So don’t panic, you won’t need a wig. It’s just that your hair is getting back to normal. Breastfeeding may postpone the shedding until you wean (fully or partially), but it will happen. Hair loss should diminish three-four months after you give birth. Within six to twelve months, your hair should be thick and shiny as it used to be.
If you feel that you’re experiencing excessive hair loss during pregnancy, you may have vitamin or mineral deficiency. After pregnancy, especially when it’s accompanied by other symptoms, hair loss could be a sign of PPT (postpartum thyroiditis, a painless, usually temporary inflammation of the thyroid gland that occurs within a year after 5% to 10% of all pregnancies). In both cases, consult your doctor.
Meanwhile, there are some things you can do, both to help your hair grow back thick and healthy and just to feel better about your looks:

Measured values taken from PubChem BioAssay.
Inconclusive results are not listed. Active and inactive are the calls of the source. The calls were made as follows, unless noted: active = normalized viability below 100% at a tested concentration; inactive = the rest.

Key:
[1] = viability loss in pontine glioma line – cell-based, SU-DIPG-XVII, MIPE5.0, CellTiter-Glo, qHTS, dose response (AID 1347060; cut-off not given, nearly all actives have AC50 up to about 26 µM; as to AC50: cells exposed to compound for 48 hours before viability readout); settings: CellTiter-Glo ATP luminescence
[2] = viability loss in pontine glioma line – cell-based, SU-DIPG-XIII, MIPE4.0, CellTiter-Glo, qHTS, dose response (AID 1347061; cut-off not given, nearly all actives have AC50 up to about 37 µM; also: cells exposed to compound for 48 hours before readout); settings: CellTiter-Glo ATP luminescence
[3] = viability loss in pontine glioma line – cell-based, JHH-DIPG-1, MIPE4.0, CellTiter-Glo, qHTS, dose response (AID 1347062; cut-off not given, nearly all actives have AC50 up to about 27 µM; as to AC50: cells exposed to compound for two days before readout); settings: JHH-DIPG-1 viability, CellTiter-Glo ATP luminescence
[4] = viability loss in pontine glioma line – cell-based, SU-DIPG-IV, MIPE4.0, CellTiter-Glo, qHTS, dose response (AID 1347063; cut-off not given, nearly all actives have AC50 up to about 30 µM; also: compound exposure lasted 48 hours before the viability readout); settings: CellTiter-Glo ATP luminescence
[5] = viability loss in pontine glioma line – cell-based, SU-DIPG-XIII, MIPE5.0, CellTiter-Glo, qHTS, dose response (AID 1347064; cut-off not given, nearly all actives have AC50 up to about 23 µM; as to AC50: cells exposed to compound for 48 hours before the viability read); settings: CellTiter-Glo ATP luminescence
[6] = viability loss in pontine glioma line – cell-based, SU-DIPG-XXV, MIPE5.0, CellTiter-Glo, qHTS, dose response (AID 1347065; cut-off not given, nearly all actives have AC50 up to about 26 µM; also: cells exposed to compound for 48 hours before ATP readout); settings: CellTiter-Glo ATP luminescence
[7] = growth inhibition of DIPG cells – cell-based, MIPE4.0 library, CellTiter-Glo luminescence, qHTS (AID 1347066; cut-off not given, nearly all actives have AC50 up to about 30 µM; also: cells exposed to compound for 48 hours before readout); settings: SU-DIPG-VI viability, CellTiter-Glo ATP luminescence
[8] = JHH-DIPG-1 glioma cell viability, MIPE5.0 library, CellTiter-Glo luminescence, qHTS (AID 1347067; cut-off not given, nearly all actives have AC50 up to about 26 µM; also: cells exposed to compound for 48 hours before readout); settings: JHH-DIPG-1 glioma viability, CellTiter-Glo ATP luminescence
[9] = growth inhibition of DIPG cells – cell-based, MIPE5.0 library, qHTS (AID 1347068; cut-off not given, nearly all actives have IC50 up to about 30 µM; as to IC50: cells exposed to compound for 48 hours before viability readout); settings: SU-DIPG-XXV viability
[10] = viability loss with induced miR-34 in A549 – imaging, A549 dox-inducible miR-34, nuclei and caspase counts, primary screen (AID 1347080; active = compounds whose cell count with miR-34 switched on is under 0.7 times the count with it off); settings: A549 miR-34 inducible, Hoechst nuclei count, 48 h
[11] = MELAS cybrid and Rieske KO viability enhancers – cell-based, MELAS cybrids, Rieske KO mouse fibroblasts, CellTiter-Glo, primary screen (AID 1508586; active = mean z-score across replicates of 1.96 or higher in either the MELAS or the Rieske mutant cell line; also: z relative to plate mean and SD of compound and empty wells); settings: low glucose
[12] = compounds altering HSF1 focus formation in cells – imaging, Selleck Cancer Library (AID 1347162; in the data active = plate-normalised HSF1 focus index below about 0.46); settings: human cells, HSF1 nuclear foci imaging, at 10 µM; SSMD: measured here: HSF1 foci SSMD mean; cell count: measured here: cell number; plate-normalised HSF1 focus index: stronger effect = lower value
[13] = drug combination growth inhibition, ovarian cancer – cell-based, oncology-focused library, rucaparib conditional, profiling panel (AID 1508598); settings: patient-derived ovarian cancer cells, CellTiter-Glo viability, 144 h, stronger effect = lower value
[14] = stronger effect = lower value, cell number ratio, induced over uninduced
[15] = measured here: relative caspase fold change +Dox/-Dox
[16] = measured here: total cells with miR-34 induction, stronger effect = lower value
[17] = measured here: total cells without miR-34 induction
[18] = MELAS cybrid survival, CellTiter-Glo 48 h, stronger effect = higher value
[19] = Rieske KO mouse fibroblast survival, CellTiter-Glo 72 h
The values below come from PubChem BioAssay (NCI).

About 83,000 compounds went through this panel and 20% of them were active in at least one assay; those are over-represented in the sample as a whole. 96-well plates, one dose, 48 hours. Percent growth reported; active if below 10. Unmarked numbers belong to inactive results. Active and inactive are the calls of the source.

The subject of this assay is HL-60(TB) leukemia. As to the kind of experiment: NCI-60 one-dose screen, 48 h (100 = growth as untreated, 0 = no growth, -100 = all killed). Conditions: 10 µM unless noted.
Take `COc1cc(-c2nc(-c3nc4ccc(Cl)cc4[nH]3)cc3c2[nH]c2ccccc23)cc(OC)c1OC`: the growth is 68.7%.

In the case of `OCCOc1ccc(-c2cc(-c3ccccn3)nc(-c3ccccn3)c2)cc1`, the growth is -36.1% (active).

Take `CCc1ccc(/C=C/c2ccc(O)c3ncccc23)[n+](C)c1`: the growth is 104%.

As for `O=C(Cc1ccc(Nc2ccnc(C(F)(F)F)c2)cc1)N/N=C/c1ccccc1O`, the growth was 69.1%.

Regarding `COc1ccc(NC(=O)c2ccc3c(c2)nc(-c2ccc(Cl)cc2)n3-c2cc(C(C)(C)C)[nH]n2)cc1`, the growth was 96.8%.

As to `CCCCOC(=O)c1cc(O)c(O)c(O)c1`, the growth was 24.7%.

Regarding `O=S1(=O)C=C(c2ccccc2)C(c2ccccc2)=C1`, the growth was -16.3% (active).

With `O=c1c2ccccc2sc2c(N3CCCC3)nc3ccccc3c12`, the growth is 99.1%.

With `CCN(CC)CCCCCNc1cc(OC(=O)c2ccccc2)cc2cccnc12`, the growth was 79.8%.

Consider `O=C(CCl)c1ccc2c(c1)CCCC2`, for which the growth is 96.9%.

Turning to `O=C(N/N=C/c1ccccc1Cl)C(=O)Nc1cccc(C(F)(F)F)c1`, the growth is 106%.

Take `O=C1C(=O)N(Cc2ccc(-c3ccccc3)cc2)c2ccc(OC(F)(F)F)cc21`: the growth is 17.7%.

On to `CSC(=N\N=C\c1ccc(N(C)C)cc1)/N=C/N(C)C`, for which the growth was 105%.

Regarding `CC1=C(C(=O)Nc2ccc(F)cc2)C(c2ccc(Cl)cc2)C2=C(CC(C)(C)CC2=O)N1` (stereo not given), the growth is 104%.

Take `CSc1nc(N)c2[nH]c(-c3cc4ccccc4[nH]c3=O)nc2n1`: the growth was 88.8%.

Eat well. Your hair (and body) needs all the nutrients you can give it, lots of fruits and vegetables. Vitamin supplements won’t hurt you either. Take vitamins B, C, Zinc, and Biotin (Vitamin H), Omega 3 and iron (consult your doctor regarding the dosage).
To prevent excess hair loss after pregnancy, be gentle with your hair. Don’t shampoo too often (that doesn’t mean leaving it dirty, of course) and comb gently, especially when it’s wet. Don’t pull your hair into tight hairdos (braids, pigtails) and try to avoid treatments such as blow-drying, curling, flat irons, straightening, perms and dying until the shedding stops. And, consider a shorter haircut, easier to take care of in those first months with the baby when you barely have time to eat and sleep, not to speak of shampooing and combing a long mane of hair.
Postpartum Hair Loss,